# Silicon Carbide

Healing Silicon Carbide (SiC) wafers to make them almost defect free and much higher quality.

Last updated: 2020-09-05

#### Status

ACME Advanced Materials healed Silicon Carbide (SiC) wafers on parabolic flights of aircraft starting from 2014, but seems to be dormant and worthwhile advantages for healing wafers in orbit are lacking.

#### Applications

• Microchips that can operate at much higher temperature.
• Microchips that can withstand radiation much better.
• Automotive (used in Teslas).

#### Why & Solution

Silicon Carbide Wafers (SiC), a compound of silicon and carbon, can be used to produce wafers for the manufacture of computer chips that can operate at temperatures up to 1,000°C, can withstand 10 times the electric fields that standard semiconductors made of silicon can withstand, and offer high radiation resistance, high thermal conductivity, high maximum current density, and several other interesting properties that make them superior to standard semiconductors manufactured using silicon wafers (Department of Energy (DOE) 2015).1

SiC wafers can be produced in microgravity at much higher quality than those produced on Earth. On Earth, gravity prevents atoms from settling into their lowest energy states on a wafer, producing defects that interfere with the flow of electricity across the wafer. In microgravity, by cycling the pressure and temperature, these defects can be removed, resulting in “S-grade” (“space” grade) wafers with 99 percent of the original defects removed and little to no edge effects (Glover 2016; ACME 2016). With some redesign, SiC wafers can replace wafers made from silicon (DOE 2015). Because chips and other products manufactured from SiC wafers operate at very high temperatures, substituting SiC-based power electronics for traditional power electronics reduces required heat sinks (Hull 2013). Other uses for SiC include photovoltaic inverters, electric and hybrid vehicles, solar arrays, power grids, and wind turbines (Anagenesis 2015, expert interview).1

#### Revenue Estimation

We assume the space station would be able to capture the profits generated by manufacturing wafers on orbit in the form of charges for leasing; it would also generate revenues for astronaut time.
For our low estimate, multiplying 75,000 wafers per year by $1,125 yields$84.4 million. Subtracting total costs of $73.7 million ($63.7 million in variable costs ($850 per wafer times 75,000) plus$9.9 million in astronaut time) yields $10.7 million available for lease payments. Adding in the$9.9 million in charges for astronaut time generates $20.6 million in revenues for the station. For our high estimate, we assume 115,320 wafers are healed each year, yielding gross revenues of$129.7 million. Subtracting production costs of $113.3 million ($98.0 million of which is variable costs of $850 per wafer times 115,320) yields$16.4 million available for lease payments. The higher number of astronaut hours yields an additional $15.3 million in space station revenues, for potential total revenues of$31.7 million.1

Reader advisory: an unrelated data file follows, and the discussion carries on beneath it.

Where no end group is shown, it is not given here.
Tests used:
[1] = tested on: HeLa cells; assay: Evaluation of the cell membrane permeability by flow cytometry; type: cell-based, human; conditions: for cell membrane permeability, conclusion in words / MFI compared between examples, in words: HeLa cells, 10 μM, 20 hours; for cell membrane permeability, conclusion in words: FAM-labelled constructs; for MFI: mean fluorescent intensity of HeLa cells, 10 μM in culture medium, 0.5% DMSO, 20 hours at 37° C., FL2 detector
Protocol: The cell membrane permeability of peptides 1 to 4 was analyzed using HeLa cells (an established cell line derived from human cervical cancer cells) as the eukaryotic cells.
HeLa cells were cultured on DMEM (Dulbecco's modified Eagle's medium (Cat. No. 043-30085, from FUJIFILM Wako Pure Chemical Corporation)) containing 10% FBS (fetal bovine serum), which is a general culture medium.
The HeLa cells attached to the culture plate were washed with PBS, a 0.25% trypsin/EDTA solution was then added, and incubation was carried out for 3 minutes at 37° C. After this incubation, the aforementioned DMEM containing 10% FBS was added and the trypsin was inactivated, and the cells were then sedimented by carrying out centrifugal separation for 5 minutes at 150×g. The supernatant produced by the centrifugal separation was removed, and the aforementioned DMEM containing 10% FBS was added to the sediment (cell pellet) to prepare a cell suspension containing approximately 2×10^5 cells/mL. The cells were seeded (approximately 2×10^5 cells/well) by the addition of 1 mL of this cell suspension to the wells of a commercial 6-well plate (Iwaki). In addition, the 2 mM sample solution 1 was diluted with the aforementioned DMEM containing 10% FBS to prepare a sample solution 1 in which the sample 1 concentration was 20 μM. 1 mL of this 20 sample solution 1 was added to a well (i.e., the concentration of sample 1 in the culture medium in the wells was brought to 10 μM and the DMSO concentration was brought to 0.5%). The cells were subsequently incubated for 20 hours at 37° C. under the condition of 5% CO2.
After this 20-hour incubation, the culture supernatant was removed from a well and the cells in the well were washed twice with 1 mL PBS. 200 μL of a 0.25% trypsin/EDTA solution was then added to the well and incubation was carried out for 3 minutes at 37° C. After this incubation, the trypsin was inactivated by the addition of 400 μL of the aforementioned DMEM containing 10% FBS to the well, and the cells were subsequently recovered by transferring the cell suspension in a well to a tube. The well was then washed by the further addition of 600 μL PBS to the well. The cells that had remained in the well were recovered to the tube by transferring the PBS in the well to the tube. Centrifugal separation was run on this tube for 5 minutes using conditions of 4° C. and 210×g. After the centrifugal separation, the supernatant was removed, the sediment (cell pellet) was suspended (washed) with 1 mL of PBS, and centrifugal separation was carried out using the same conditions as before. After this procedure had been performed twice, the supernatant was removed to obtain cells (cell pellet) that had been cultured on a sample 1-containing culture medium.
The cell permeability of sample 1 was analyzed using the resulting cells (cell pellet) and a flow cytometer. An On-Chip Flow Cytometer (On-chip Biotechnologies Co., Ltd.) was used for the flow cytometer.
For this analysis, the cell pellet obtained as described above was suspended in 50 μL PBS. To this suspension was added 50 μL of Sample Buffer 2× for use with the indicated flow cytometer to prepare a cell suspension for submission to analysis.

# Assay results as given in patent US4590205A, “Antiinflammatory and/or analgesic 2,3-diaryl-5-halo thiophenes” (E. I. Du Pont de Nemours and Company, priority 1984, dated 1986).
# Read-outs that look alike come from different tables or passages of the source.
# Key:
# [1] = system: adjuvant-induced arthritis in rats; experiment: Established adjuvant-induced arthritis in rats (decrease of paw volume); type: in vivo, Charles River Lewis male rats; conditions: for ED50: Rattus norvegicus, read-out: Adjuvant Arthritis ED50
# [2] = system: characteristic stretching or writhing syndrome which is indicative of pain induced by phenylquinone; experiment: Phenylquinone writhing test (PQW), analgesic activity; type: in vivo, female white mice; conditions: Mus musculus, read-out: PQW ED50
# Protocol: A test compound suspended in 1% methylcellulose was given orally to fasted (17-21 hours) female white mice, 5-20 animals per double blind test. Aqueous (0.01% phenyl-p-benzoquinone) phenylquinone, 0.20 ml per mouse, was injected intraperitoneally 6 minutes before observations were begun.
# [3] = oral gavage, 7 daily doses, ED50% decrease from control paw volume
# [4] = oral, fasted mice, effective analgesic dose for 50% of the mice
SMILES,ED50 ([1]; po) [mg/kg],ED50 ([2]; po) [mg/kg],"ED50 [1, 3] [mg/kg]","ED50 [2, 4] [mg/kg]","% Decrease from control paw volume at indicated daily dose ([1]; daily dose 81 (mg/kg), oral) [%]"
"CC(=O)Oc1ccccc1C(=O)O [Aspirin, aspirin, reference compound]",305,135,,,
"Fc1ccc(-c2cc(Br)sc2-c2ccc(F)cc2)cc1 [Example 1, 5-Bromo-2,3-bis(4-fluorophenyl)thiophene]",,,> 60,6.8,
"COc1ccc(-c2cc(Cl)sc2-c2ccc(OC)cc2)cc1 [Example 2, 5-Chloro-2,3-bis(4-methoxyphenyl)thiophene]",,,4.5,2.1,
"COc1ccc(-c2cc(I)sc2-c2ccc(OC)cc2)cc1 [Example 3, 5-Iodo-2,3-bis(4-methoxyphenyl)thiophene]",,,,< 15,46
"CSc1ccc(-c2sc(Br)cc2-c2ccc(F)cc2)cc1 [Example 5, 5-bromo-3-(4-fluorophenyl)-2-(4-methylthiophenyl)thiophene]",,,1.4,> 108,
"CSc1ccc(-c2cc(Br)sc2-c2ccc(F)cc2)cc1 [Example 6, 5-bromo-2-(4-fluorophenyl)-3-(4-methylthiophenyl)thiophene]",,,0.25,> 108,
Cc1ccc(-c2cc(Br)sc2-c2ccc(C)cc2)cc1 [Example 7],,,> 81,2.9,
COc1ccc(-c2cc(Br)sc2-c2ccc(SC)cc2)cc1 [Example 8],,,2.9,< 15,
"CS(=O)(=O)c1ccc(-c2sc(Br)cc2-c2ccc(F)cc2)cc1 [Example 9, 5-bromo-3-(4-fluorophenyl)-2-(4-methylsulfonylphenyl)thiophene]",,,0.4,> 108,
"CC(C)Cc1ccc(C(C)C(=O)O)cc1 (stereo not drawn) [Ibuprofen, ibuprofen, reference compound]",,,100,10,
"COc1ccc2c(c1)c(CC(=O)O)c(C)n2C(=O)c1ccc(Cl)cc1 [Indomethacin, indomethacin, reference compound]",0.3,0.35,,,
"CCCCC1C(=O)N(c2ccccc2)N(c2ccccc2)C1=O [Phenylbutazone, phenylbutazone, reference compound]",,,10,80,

##### Expenses Estimation

A future private station could generate revenues by leasing space for the production of high-grade SiC wafers. To determine how much revenue a private station could generate through such leases, we first estimate the costs of “healing” wafers in orbit. ACME Advanced Materials, based in Albuquerque, New Mexico, has been reprocessing or healing low-grade SiC wafers in microgravity to create high purity wafers with valuable material properties.
According to ACME, poorer quality wafers manufactured on Earth that can be healed in microgravity sell for $250 (Glover 2016). We assume that a manufacturer in space purchases low-grade SiC wafers for$250 per wafer and then transports these wafers to the space station for processing. To calculate launch costs, we use the fact that SiC has a density of 3.21 grams per cubic centimeter (Patnaik 2009); hence, a 4-inch diameter wafer with a thickness of 1 millimeter weighs about 0.03 kg. At a cost of $20,000 per kg to transport wafers to the space station, each wafer would cost$600 to transport to the space station. Thus, the total variable costs for healing a low-quality wafer is $850, the sum of the purchase price of the wafer ($250) and transport costs ($600).1 Additionally, we assume some astronaut time would be needed for healing the wafers. For our low estimate, we assume that the manufacturing operation needs 5 hours per week of astronaut time for supervision and maintenance. At a cost of$38,000 per hour times 260 hours per year (52 weeks times 5 hours), the annual cost of astronaut time would be $9.9 million per year. We assume that the space station provides electric power and other services as part of the rental payment paid by the manufacturer to the station. For our high estimate, to produce a greater number of wafers, we assume a proportional increase in astronaut time to 7.7 hours per week to handle the increased production volume—in other words, 400 hours per year, which would cost$15.3 million.1

#### Earthly Solution Risk

Very high, see below for reasons.

#### Risks

• Parabolic flights are much cheaper, because SiC wafer healing is additive over multiple parabolas and a total of 6 minutes is enough. 1
• ACME Advanced Materials seems to be dormant based on social platforms and LinkedIn.

#### References

1. Keith W. Crane et al. Market Analysis of a Privately Owned and Operated Space Station. IDA Science & Technology Policy Institute. Published in March 2017. Source

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